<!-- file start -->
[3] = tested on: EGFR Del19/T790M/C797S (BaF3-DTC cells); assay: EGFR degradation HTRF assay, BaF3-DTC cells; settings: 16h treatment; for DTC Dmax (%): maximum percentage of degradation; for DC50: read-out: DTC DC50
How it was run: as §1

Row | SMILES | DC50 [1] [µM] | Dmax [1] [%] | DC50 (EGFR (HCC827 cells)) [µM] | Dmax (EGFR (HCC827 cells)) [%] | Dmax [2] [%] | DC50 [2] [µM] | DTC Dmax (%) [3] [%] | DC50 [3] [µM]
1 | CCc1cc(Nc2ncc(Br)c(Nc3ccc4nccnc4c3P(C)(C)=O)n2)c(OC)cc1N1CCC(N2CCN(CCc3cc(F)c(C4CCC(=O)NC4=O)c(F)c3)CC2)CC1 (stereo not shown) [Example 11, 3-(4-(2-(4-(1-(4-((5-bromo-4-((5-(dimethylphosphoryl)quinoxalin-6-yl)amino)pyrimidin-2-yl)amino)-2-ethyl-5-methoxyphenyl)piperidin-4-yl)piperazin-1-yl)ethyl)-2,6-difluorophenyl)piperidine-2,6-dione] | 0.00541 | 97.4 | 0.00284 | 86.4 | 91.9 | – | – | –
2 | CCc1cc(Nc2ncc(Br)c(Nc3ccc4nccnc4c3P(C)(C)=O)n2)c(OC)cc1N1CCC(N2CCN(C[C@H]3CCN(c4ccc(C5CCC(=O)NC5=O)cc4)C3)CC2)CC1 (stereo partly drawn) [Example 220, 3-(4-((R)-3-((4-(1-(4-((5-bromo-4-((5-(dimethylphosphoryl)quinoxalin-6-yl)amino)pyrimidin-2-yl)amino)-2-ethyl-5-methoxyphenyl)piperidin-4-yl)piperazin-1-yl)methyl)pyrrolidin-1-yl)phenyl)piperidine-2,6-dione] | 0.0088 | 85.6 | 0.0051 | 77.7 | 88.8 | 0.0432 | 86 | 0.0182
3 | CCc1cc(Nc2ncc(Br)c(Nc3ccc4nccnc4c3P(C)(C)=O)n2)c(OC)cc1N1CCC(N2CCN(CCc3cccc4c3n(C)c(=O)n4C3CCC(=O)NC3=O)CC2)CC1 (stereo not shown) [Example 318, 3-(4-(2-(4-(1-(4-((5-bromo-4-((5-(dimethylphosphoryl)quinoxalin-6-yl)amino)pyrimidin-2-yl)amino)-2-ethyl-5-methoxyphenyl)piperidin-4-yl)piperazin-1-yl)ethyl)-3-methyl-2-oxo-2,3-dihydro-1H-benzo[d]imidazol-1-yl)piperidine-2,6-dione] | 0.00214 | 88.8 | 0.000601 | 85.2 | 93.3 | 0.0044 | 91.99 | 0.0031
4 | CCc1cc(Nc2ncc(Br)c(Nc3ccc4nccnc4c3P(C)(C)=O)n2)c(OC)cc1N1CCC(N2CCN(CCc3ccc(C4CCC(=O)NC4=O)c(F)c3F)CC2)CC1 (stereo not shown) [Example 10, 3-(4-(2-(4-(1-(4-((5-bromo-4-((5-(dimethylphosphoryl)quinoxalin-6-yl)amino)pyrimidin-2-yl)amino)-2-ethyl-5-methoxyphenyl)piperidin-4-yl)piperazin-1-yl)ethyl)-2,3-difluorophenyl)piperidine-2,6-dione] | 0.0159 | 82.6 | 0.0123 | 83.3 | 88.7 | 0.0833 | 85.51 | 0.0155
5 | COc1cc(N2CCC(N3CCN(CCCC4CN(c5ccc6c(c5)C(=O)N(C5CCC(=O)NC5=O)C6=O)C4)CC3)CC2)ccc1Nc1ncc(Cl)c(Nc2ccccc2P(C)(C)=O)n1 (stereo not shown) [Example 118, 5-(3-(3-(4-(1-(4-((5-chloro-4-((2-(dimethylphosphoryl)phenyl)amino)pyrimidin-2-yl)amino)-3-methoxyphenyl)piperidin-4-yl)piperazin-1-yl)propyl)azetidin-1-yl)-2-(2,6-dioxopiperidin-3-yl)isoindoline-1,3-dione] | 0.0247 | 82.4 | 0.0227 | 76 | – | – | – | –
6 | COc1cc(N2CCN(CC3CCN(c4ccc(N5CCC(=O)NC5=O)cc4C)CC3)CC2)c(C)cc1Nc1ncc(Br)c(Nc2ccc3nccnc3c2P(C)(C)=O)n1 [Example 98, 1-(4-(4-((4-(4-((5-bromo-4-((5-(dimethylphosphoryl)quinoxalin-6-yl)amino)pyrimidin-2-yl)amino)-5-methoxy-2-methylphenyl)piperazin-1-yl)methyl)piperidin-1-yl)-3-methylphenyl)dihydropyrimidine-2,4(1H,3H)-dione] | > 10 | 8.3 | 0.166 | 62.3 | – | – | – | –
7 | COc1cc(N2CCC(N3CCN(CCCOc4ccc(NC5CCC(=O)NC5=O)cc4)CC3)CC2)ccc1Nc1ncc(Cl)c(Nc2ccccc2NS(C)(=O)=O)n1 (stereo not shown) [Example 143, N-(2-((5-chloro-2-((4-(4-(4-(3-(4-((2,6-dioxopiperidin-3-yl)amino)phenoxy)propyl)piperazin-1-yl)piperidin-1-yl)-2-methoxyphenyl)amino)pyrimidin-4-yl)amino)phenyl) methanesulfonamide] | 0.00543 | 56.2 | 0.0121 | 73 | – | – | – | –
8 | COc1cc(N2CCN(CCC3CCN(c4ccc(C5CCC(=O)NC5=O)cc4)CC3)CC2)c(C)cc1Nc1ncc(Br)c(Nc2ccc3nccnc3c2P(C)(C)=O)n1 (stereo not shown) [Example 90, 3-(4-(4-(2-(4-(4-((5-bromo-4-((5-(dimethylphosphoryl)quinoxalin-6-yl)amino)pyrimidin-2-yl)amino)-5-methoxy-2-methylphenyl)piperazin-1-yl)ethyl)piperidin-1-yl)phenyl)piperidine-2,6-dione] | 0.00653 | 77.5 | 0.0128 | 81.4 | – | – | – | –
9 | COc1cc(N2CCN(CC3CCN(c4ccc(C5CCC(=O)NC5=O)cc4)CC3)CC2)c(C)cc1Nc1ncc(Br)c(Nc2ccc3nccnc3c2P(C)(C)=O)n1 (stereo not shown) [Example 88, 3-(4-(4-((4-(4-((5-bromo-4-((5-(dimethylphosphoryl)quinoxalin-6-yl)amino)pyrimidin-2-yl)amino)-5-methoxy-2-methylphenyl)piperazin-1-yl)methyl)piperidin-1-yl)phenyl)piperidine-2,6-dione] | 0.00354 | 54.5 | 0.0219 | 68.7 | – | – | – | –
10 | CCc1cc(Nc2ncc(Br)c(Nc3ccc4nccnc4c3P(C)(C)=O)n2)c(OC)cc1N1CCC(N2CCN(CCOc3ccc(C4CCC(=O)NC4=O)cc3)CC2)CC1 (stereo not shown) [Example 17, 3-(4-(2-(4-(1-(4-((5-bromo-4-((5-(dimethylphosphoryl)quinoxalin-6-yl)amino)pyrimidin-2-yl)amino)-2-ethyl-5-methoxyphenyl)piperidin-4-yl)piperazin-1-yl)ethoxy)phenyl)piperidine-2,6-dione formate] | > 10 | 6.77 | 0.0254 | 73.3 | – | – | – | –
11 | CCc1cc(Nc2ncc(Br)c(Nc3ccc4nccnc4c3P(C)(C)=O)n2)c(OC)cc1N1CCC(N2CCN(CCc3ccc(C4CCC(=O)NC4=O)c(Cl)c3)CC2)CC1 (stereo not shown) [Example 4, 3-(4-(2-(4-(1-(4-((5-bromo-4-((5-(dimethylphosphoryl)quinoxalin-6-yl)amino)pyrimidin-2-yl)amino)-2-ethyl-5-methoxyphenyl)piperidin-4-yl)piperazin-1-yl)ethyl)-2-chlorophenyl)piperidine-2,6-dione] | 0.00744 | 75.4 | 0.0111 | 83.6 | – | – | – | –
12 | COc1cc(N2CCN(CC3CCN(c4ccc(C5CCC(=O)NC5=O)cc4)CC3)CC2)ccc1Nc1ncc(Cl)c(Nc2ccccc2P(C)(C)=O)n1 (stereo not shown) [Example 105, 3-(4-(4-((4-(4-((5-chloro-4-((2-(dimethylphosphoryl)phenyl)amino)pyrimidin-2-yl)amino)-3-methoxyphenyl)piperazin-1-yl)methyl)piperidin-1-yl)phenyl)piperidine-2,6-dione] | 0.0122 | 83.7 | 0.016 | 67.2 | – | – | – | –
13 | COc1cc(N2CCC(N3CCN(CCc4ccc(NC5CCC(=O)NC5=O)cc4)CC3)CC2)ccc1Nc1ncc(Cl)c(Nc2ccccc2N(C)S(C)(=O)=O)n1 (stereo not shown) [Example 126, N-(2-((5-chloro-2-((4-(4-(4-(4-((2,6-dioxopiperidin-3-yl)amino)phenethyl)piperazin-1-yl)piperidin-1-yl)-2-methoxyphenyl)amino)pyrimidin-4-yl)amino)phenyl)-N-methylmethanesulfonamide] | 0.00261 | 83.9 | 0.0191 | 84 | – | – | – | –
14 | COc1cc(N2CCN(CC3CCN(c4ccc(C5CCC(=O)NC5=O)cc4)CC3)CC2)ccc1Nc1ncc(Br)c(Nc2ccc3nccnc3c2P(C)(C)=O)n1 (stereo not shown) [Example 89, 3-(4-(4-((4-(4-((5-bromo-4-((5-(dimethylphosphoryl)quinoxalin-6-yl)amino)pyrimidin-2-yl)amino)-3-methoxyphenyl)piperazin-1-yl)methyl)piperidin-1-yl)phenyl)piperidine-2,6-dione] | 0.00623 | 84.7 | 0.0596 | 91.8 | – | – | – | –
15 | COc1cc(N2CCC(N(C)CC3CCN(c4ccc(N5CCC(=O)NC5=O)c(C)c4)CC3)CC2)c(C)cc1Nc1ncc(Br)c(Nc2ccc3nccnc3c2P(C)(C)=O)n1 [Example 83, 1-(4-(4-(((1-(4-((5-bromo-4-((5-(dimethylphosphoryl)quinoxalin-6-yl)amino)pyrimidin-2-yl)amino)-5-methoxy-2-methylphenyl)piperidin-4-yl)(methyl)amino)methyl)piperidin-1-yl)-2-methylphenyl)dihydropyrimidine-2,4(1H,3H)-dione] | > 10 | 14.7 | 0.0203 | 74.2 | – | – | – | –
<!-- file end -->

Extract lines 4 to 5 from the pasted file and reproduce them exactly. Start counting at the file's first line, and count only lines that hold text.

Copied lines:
1 | CCc1cc(Nc2ncc(Br)c(Nc3ccc4nccnc4c3P(C)(C)=O)n2)c(OC)cc1N1CCC(N2CCN(CCc3cc(F)c(C4CCC(=O)NC4=O)c(F)c3)CC2)CC1 (stereo not shown) [Example 11, 3-(4-(2-(4-(1-(4-((5-bromo-4-((5-(dimethylphosphoryl)quinoxalin-6-yl)amino)pyrimidin-2-yl)amino)-2-ethyl-5-methoxyphenyl)piperidin-4-yl)piperazin-1-yl)ethyl)-2,6-difluorophenyl)piperidine-2,6-dione] | 0.00541 | 97.4 | 0.00284 | 86.4 | 91.9 | – | – | –
2 | CCc1cc(Nc2ncc(Br)c(Nc3ccc4nccnc4c3P(C)(C)=O)n2)c(OC)cc1N1CCC(N2CCN(C[C@H]3CCN(c4ccc(C5CCC(=O)NC5=O)cc4)C3)CC2)CC1 (stereo partly drawn) [Example 220, 3-(4-((R)-3-((4-(1-(4-((5-bromo-4-((5-(dimethylphosphoryl)quinoxalin-6-yl)amino)pyrimidin-2-yl)amino)-2-ethyl-5-methoxyphenyl)piperidin-4-yl)piperazin-1-yl)methyl)pyrrolidin-1-yl)phenyl)piperidine-2,6-dione] | 0.0088 | 85.6 | 0.0051 | 77.7 | 88.8 | 0.0432 | 86 | 0.0182